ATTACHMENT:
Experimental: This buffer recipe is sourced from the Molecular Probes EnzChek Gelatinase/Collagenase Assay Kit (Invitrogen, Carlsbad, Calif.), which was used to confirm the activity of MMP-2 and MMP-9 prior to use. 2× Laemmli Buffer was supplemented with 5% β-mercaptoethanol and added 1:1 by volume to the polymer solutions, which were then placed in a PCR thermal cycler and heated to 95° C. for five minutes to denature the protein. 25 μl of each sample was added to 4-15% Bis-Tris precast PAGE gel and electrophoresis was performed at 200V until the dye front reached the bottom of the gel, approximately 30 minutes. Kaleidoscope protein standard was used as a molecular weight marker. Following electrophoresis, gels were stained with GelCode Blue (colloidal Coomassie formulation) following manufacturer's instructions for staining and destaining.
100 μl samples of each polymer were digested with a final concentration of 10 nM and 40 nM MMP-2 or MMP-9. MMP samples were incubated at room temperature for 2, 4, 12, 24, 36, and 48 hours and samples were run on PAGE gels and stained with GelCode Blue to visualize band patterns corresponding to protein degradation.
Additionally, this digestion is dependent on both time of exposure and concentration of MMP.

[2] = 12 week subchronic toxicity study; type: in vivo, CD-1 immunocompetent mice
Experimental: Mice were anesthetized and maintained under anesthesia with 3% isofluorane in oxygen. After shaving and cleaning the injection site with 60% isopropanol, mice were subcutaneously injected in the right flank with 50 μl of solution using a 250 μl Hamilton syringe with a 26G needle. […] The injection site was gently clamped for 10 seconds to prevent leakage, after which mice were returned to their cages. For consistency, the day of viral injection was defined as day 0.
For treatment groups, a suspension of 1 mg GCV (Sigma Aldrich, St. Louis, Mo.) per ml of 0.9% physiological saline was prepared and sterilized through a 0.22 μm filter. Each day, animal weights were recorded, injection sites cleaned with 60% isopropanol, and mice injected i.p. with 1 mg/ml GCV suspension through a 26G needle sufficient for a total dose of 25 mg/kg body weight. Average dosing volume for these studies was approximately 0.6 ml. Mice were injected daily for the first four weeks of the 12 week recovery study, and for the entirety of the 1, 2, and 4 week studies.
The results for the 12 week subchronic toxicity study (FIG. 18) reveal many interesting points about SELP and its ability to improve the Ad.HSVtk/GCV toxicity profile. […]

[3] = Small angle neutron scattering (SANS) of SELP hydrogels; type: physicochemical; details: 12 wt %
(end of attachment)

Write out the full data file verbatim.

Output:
Experimental: This buffer recipe is sourced from the Molecular Probes EnzChek Gelatinase/Collagenase Assay Kit (Invitrogen, Carlsbad, Calif.), which was used to confirm the activity of MMP-2 and MMP-9 prior to use. 2× Laemmli Buffer was supplemented with 5% β-mercaptoethanol and added 1:1 by volume to the polymer solutions, which were then placed in a PCR thermal cycler and heated to 95° C. for five minutes to denature the protein. 25 μl of each sample was added to 4-15% Bis-Tris precast PAGE gel and electrophoresis was performed at 200V until the dye front reached the bottom of the gel, approximately 30 minutes. Kaleidoscope protein standard was used as a molecular weight marker. Following electrophoresis, gels were stained with GelCode Blue (colloidal Coomassie formulation) following manufacturer's instructions for staining and destaining.
100 μl samples of each polymer were digested with a final concentration of 10 nM and 40 nM MMP-2 or MMP-9. MMP samples were incubated at room temperature for 2, 4, 12, 24, 36, and 48 hours and samples were run on PAGE gels and stained with GelCode Blue to visualize band patterns corresponding to protein degradation.
Additionally, this digestion is dependent on both time of exposure and concentration of MMP.

[2] = 12 week subchronic toxicity study; type: in vivo, CD-1 immunocompetent mice
Experimental: Mice were anesthetized and maintained under anesthesia with 3% isofluorane in oxygen. After shaving and cleaning the injection site with 60% isopropanol, mice were subcutaneously injected in the right flank with 50 μl of solution using a 250 μl Hamilton syringe with a 26G needle. […] The injection site was gently clamped for 10 seconds to prevent leakage, after which mice were returned to their cages. For consistency, the day of viral injection was defined as day 0.
For treatment groups, a suspension of 1 mg GCV (Sigma Aldrich, St. Louis, Mo.) per ml of 0.9% physiological saline was prepared and sterilized through a 0.22 μm filter. Each day, animal weights were recorded, injection sites cleaned with 60% isopropanol, and mice injected i.p. with 1 mg/ml GCV suspension through a 26G needle sufficient for a total dose of 25 mg/kg body weight. Average dosing volume for these studies was approximately 0.6 ml. Mice were injected daily for the first four weeks of the 12 week recovery study, and for the entirety of the 1, 2, and 4 week studies.
The results for the 12 week subchronic toxicity study (FIG. 18) reveal many interesting points about SELP and its ability to improve the Ad.HSVtk/GCV toxicity profile. […]

[3] = Small angle neutron scattering (SANS) of SELP hydrogels; type: physicochemical; details: 12 wt %